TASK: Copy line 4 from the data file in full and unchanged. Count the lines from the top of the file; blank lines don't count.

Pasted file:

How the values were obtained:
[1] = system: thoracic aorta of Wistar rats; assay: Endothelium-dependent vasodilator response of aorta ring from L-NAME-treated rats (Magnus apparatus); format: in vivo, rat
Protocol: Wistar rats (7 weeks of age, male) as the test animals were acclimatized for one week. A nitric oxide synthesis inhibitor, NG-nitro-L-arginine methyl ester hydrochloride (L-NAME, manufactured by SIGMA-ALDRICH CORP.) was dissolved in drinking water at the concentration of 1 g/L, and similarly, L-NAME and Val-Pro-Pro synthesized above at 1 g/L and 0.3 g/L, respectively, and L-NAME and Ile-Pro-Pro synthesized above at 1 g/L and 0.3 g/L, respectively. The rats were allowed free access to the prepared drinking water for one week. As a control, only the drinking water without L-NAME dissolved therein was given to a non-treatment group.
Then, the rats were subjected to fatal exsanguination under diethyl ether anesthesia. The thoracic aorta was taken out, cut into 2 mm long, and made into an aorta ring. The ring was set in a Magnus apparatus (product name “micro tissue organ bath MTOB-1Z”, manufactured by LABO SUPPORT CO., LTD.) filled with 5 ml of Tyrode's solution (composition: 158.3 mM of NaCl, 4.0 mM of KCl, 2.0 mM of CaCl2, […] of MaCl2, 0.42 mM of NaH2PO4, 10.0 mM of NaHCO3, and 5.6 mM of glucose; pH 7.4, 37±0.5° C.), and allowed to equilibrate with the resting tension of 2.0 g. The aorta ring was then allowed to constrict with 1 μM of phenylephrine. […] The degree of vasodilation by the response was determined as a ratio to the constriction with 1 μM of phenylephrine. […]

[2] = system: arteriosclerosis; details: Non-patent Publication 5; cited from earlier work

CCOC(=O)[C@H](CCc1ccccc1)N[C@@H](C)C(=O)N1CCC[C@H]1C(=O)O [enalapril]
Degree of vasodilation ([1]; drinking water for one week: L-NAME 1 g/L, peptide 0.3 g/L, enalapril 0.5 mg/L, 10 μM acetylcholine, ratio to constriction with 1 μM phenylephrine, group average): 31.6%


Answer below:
Then, the rats were subjected to fatal exsanguination under diethyl ether anesthesia. The thoracic aorta was taken out, cut into 2 mm long, and made into an aorta ring. The ring was set in a Magnus apparatus (product name “micro tissue organ bath MTOB-1Z”, manufactured by LABO SUPPORT CO., LTD.) filled with 5 ml of Tyrode's solution (composition: 158.3 mM of NaCl, 4.0 mM of KCl, 2.0 mM of CaCl2, […] of MaCl2, 0.42 mM of NaH2PO4, 10.0 mM of NaHCO3, and 5.6 mM of glucose; pH 7.4, 37±0.5° C.), and allowed to equilibrate with the resting tension of 2.0 g. The aorta ring was then allowed to constrict with 1 μM of phenylephrine. […] The degree of vasodilation by the response was determined as a ratio to the constriction with 1 μM of phenylephrine. […]